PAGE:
Bernie Sanders in Vado. Bill Clinton to Española, Trump to Albuquerque.  Susana Martinez factions facing off at Sandia casino. And, sure, Martin Heinrich could end up on the ticket with Hillary Clinton. But I am remembering the old New Mexico guys today.

By the way, doesn’t New Mexico seem just a little too funky for Trump? Will he take off his tie? Be able to find a taco bowl? In New Mexico, we wear our best jeans to graduations and funerals, Mr. Trump. Yes, we have golf courses and casinos, but few, if any, gilded columns. And I’m not going to get into walls.

All of which causes me to remember that Pete Domenici, Jeff Bingaman and the late Bruce King were the state’s two longest serving U.S. senators and its longest serving governor. My career as a New Mexico reporter and editor paralleled theirs and, looking back, it was like riding in stirrup-high grass compared to the stretch of political malpais we’re scraping through today.

I know that word “nice” epitomizes the knocks on all three men: Domenici condemned as patronizing; Bingaman scorned for seeming bland; King accused of benign neglect.

But I say they were good guys in many instances, too, and, each in their own way, good for our state. No, they did not free us from colonial grips, but, shoot, much of our history still drives right alongside us, not dismissed in the rear-view mirror.

The New York Times Magazine had a great issue on cancer research last weekend. It mentioned the Human Genome Project, a kind of nucleus for  recent immunotherapy advances, and that sent me to reading about the history of the project. Quickly, I found references to Domenici’s advocacy of federal government involvement, at Los Alamos and elsewhere, as being key to the momentum of the international effort.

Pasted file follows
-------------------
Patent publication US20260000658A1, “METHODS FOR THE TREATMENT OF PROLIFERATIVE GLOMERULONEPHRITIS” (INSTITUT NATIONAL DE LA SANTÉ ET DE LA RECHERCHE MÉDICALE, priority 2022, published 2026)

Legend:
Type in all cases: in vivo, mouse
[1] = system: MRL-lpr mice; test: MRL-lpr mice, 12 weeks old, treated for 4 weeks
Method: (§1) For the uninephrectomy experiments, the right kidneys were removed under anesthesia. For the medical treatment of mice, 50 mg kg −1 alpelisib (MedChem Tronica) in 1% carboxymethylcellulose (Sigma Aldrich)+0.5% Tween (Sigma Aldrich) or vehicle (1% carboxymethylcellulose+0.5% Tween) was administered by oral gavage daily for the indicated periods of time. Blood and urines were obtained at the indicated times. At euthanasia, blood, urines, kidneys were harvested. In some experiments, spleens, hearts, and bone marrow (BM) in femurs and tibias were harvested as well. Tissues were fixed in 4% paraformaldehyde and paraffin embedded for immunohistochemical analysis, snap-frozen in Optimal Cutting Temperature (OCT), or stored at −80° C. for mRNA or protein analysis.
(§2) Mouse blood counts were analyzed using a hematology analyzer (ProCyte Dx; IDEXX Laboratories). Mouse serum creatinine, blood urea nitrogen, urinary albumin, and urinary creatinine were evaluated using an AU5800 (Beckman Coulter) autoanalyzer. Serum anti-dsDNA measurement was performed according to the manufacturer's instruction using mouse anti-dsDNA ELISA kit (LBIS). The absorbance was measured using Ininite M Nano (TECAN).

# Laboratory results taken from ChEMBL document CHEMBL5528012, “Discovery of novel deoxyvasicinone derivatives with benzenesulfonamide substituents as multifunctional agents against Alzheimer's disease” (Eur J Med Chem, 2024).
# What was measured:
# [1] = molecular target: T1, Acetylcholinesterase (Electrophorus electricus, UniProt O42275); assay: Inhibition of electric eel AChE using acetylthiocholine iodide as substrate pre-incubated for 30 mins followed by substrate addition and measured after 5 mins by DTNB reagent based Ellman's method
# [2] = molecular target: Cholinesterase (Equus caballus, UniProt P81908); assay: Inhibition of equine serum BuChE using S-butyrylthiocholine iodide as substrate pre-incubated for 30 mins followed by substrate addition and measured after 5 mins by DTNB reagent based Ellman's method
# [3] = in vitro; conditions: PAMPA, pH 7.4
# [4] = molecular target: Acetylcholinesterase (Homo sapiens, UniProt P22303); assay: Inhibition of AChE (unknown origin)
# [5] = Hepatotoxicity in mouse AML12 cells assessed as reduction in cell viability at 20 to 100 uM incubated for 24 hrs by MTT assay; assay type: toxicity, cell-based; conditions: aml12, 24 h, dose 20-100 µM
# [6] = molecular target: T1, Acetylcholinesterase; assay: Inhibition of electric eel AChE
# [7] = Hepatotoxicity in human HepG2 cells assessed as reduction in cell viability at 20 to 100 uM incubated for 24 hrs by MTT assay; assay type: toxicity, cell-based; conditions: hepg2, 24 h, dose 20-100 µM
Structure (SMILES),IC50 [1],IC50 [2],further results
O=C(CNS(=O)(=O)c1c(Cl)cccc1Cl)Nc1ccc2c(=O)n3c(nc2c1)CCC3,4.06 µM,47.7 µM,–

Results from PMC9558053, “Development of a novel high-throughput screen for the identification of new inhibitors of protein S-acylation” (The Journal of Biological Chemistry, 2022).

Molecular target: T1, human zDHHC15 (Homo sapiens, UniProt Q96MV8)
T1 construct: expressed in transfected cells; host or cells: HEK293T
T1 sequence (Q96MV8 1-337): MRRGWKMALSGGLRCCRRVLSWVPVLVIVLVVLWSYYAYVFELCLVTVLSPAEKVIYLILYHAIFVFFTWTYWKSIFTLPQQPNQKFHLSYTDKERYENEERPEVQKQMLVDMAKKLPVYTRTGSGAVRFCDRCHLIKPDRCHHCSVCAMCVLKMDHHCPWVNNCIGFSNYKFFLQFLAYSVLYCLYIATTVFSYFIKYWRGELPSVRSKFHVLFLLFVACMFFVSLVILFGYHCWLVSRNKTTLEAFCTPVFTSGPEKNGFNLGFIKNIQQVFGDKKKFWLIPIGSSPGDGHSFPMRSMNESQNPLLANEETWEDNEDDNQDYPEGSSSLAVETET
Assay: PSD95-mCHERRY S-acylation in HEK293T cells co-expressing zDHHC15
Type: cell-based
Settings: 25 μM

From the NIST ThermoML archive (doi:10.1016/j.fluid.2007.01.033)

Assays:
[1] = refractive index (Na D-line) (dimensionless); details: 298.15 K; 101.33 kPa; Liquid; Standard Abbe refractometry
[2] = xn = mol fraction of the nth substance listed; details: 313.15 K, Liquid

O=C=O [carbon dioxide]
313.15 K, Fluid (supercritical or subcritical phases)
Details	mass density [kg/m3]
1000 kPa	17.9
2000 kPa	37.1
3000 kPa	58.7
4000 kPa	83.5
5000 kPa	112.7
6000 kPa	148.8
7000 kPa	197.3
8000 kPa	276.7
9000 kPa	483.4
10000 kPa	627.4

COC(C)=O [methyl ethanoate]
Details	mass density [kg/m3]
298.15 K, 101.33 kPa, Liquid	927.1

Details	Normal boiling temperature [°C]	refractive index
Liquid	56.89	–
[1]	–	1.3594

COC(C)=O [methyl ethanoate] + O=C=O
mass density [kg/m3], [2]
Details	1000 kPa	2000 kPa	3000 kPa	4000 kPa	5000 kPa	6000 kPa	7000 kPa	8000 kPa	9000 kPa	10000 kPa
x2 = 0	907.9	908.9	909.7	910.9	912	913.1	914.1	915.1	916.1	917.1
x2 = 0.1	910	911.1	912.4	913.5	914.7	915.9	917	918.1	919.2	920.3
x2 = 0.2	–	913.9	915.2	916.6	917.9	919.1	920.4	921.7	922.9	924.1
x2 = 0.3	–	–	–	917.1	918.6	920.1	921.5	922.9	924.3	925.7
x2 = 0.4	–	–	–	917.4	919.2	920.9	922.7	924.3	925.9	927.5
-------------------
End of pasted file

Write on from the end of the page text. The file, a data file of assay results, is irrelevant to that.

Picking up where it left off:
I can remember Domenici’s intensity about the genome project, his pride in work done at Los Alamos. I don’t know whether it was more fascination or comprehension for this red-haired, chain-smoking former baseball player from Albuquerque, but he brightened when the subject came up. We can make fun of all the buildings and highways named after him now, but the guy had vision. Complicated vision: Politically, he had to be as much a  champion of acequias as of nuclear power.

Bingaman always was more modest than Pete, but if for nothing else, I hail him for the fuel emission standards we have in place nationally today. And I thank him for working in tandem with Domenici, if not quietly persevering and leading the way, to get the Valle Grande/Baca Ranch into public hands.

Bingaman was only one of 23 senators to vote against the war in Iraq, by the way. (Hillary Clinton was not one of them). I am also a fan of Barack Obama and one of my favorite pictures of Bingaman is of him conferring privately with the president, two super-smart, lawyer-politicians in the Rose Garden. It’s good when you trust the egg-heads getting together in Washington. Bingaman also voted for the Affordable Care Act, which I hope will flourish as a monumental achievement of the Obama years.